10. In memory of Professor Leonor Michaelis in Nagoya: great contributions to biochemistry in Japan in the first half of the 20th century.

    Science.gov (United States)

    Nagatsu, Toshiharu Toshi

    2013-09-02

    Leonor Michaelis spent the years of 1922-1926 as Professor of Biochemistry of the Aichi Medical College (now Graduate School of Medicine, Nagoya University) in Nagoya, Japan. Michaelis succeeded in gathering many bright young biochemists from all over Japan into his laboratory, and made tremendous contributions to the promotion of biochemistry in Japan. Michaelis was invited to many places in Japan to present lectures over those years. Kunio Yagi, who was Professor of Biochemistry at Nagoya University in the second half of the 20th century, succeeded in crystallizing the "Michaelis" enzyme-substrate complex. Historically, Michelis has had an enormous impact on biochemistry in Japan.

  11. Doing that thing that scientists do: A discovery-driven module on protein purification and characterization for the undergraduate biochemistry laboratory classroom.

    Science.gov (United States)

    Garrett, Teresa A; Osmundson, Joseph; Isaacson, Marisa; Herrera, Jennifer

    2015-01-01

    In traditional introductory biochemistry laboratory classes students learn techniques for protein purification and analysis by following provided, established, step-by-step procedures. Students are exposed to a variety of biochemical techniques but are often not developing procedures or collecting new, original data. In this laboratory module, students develop research skills through work on an original research project and gain confidence in their ability to design and execute an experiment while faculty can enhance their scholarly pursuits through the acquisition of original data in the classroom laboratory. Students are prepared for a 6-8 week discovery-driven project on the purification of the Escherichia coli cytidylate kinase (CMP kinase) through in class problems and other laboratory exercises on bioinformatics and protein structure analysis. After a minimal amount of guidance on how to perform the CMP kinase in vitro enzyme assay, SDS-PAGE, and the basics of protein purification, students, working in groups of three to four, develop a protein purification protocol based on the scientific literature and investigate some aspect of CMP kinase that interests them. Through this process, students learn how to implement a new but perhaps previously worked out procedure to answer their research question. In addition, they learn the importance of keeping a clear and thorough laboratory notebook and how to interpret their data and use that data to inform the next set of experiments. Following this module, students had increased confidence in their ability to do basic biochemistry techniques and reported that the "self-directed" nature of this lab increased their engagement in the project.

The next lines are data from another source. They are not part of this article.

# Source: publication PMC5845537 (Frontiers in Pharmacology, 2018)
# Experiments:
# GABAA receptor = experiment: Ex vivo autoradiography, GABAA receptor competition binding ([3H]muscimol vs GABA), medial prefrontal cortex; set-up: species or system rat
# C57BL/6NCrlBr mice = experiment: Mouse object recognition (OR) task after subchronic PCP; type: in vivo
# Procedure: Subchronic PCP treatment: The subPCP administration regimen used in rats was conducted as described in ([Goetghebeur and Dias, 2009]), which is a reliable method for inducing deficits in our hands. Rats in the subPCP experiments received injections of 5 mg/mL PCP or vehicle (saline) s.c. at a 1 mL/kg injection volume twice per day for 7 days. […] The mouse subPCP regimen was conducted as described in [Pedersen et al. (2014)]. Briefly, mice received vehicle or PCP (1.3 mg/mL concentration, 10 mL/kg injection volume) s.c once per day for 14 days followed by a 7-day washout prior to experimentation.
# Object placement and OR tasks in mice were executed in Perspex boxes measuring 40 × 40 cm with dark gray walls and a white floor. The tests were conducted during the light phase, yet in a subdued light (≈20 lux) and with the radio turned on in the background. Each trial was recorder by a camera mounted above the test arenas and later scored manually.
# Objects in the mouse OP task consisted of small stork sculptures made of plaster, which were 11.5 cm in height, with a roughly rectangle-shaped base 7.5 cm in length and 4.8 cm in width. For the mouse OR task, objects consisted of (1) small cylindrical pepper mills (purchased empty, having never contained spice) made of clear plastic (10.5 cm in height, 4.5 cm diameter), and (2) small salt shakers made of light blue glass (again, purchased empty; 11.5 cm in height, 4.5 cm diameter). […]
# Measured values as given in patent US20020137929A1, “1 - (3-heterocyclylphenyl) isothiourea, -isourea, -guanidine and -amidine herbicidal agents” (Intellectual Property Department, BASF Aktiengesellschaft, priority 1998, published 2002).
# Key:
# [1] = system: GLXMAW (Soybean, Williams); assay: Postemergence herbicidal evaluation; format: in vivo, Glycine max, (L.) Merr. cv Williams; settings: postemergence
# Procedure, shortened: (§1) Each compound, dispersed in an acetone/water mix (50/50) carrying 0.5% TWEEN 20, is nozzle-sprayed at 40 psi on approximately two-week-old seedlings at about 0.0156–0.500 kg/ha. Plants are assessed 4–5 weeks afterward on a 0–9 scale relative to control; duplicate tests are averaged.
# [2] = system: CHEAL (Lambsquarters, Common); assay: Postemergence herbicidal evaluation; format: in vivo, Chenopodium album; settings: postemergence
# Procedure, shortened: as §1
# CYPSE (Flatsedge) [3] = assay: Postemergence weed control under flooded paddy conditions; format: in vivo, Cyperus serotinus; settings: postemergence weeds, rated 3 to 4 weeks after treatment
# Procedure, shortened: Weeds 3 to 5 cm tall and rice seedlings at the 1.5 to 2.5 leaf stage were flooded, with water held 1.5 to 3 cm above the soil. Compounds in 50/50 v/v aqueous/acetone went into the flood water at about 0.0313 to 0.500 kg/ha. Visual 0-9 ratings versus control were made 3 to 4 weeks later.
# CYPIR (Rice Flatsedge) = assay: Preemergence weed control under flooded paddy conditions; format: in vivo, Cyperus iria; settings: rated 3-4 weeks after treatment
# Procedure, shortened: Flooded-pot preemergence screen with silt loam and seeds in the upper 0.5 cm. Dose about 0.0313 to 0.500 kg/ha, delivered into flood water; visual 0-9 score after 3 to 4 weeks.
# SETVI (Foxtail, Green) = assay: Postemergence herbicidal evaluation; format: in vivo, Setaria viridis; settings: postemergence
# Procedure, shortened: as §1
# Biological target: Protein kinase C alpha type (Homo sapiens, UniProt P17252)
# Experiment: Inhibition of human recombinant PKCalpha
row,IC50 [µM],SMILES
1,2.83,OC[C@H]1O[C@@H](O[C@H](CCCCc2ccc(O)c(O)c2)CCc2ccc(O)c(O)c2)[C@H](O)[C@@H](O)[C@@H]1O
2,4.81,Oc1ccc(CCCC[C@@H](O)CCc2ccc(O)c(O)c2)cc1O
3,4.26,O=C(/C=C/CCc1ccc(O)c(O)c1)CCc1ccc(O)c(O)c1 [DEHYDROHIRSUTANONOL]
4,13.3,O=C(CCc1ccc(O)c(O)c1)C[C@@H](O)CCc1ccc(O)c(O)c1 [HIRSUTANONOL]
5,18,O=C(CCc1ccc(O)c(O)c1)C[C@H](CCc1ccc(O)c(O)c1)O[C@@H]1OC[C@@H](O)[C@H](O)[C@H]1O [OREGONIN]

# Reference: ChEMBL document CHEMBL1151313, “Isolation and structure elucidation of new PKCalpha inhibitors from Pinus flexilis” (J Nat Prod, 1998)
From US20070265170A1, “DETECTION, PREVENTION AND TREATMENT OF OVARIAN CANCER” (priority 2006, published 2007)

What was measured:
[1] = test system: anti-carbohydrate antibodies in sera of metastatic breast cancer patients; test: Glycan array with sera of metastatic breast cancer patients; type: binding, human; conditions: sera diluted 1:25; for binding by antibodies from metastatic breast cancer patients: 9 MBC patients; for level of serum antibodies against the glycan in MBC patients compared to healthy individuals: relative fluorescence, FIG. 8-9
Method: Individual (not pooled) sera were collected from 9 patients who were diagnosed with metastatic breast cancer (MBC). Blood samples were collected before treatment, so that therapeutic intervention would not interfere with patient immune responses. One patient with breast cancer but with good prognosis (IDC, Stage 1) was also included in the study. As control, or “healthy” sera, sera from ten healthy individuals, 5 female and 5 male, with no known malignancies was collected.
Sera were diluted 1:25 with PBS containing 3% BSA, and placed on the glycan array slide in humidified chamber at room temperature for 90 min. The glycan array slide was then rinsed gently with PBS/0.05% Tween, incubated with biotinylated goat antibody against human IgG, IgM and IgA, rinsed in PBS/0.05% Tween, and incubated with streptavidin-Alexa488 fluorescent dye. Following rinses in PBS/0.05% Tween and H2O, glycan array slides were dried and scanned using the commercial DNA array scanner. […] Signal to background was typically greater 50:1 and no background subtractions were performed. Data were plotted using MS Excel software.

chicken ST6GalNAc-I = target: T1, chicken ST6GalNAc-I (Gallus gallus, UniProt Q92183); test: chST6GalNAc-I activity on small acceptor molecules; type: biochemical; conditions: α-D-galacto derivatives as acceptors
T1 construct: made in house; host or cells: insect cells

12. Cost challenges for laboratory medicine automation in Africa

    Directory of Open Access Journals (Sweden)

    Donald Moshen Tanyanyiwa

    2010-09-01

    Full Text Available Automation in laboratory medicine is inevitable and the only way forward especially in Africa where the staff turnover is high due to migration of experienced staff to Europe and America. Described here are the common issues that laboratory Managers and Directors encounter when upgrading, replacing analytical systems as well as daily running of diagnostic laboratories. The rapid advancement driven by the first world where research facilities, resources and expertise are available has seen changes in the both the hardware and software utilised by analyzers every two to three years. The downside is that in the process of replacing/phasing out old analysers, the first world countries in some cases donate them to second and third world countries as refurbished analysers. Problems in obtaining spares ensue since the production of new analysers results in reduced production or even of old spares. Unavailability or delayed availability of spares results in suspension of diagnostic service by the recipient laboratory. In some areas costly modifications to the analysers or the location/building have had to done to suite local (African conditions, hence the need for Laboratory managers to understand fully the analysers’ operational requirements before purchasing or accepting donations

  13. Clinical Mass Spectrometry: Achieving Prominence in Laboratory Medicine

    Energy Technology Data Exchange (ETDEWEB)

    Annesley, Thomas M.; Cooks, Robert G.; Herold, David A.; Hoofnagle, Andrew N.

    2016-01-04

    Each year the journal Clinical Chemistry publishes a January special issue on a topic that is relevant to the laboratory medicine community. In January 2016 the topic is mass spectrometry, and the issue is entitled “Clinical Mass Spectrometry: Achieving Prominence in Laboratory Medicine”. One popular feature in our issues is a Q&A on a topic, clearly in this case mass spectrometry. The journal is assembling a panel of 5-6 experts from various areas of mass spectrometry ranging from instrument manufacturing to practicing clinical chemists. Dick Smith is one of the scientist requested to participate in this special issue Q&A on Mass Spectrometry. The Q&A Transcript is attached

  14. Chronic Chagas disease: from basics to laboratory medicine.

    Science.gov (United States)

    Haberland, Annekathrin; Saravia, Silvia Gilka Munoz; Wallukat, Gerd; Ziebig, Reinhard; Schimke, Ingolf

    2013-02-01